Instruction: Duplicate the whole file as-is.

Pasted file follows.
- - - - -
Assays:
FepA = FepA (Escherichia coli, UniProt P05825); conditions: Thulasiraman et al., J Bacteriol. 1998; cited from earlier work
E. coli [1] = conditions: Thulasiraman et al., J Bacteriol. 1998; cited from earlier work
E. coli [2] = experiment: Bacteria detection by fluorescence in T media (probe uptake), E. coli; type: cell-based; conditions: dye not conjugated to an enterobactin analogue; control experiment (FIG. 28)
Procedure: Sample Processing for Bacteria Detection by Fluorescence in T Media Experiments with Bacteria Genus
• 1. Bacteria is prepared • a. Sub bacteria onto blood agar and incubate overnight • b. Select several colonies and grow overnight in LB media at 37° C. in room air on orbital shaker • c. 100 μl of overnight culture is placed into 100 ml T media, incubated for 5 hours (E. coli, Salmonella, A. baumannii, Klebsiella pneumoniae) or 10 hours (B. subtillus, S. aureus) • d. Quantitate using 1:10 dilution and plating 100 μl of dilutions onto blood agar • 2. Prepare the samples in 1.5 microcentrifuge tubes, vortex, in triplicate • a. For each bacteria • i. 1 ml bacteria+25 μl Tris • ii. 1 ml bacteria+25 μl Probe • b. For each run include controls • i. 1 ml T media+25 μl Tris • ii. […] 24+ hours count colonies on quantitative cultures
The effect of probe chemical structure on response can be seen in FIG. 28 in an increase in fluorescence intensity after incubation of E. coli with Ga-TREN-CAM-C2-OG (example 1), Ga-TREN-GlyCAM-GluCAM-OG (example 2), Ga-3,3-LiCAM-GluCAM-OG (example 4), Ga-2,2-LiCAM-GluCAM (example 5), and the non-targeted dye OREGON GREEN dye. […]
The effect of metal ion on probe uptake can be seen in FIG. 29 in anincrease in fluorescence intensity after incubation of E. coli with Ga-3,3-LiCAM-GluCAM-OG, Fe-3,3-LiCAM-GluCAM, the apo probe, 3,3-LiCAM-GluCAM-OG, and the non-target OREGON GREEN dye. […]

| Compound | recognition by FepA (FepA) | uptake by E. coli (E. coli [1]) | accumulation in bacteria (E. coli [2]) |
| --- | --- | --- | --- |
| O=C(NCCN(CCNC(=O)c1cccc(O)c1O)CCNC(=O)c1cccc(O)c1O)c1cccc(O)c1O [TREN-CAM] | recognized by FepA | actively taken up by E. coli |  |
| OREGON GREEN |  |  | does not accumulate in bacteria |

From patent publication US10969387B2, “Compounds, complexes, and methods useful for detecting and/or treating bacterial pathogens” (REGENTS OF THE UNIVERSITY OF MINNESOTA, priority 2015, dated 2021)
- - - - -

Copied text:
Assays:
FepA = FepA (Escherichia coli, UniProt P05825); conditions: Thulasiraman et al., J Bacteriol. 1998; cited from earlier work
E. coli [1] = conditions: Thulasiraman et al., J Bacteriol. 1998; cited from earlier work
E. coli [2] = experiment: Bacteria detection by fluorescence in T media (probe uptake), E. coli; type: cell-based; conditions: dye not conjugated to an enterobactin analogue; control experiment (FIG. 28)
Procedure: Sample Processing for Bacteria Detection by Fluorescence in T Media Experiments with Bacteria Genus
• 1. Bacteria is prepared • a. Sub bacteria onto blood agar and incubate overnight • b. Select several colonies and grow overnight in LB media at 37° C. in room air on orbital shaker • c. 100 μl of overnight culture is placed into 100 ml T media, incubated for 5 hours (E. coli, Salmonella, A. baumannii, Klebsiella pneumoniae) or 10 hours (B. subtillus, S. aureus) • d. Quantitate using 1:10 dilution and plating 100 μl of dilutions onto blood agar • 2. Prepare the samples in 1.5 microcentrifuge tubes, vortex, in triplicate • a. For each bacteria • i. 1 ml bacteria+25 μl Tris • ii. 1 ml bacteria+25 μl Probe • b. For each run include controls • i. 1 ml T media+25 μl Tris • ii. […] 24+ hours count colonies on quantitative cultures
The effect of probe chemical structure on response can be seen in FIG. 28 in an increase in fluorescence intensity after incubation of E. coli with Ga-TREN-CAM-C2-OG (example 1), Ga-TREN-GlyCAM-GluCAM-OG (example 2), Ga-3,3-LiCAM-GluCAM-OG (example 4), Ga-2,2-LiCAM-GluCAM (example 5), and the non-targeted dye OREGON GREEN dye. […]
The effect of metal ion on probe uptake can be seen in FIG. 29 in anincrease in fluorescence intensity after incubation of E. coli with Ga-3,3-LiCAM-GluCAM-OG, Fe-3,3-LiCAM-GluCAM, the apo probe, 3,3-LiCAM-GluCAM-OG, and the non-target OREGON GREEN dye. […]

| Compound | recognition by FepA (FepA) | uptake by E. coli (E. coli [1]) | accumulation in bacteria (E. coli [2]) |
| --- | --- | --- | --- |
| O=C(NCCN(CCNC(=O)c1cccc(O)c1O)CCNC(=O)c1cccc(O)c1O)c1cccc(O)c1O [TREN-CAM] | recognized by FepA | actively taken up by E. coli |  |
| OREGON GREEN |  |  | does not accumulate in bacteria |

From patent publication US10969387B2, “Compounds, complexes, and methods useful for detecting and/or treating bacterial pathogens” (REGENTS OF THE UNIVERSITY OF MINNESOTA, priority 2015, dated 2021)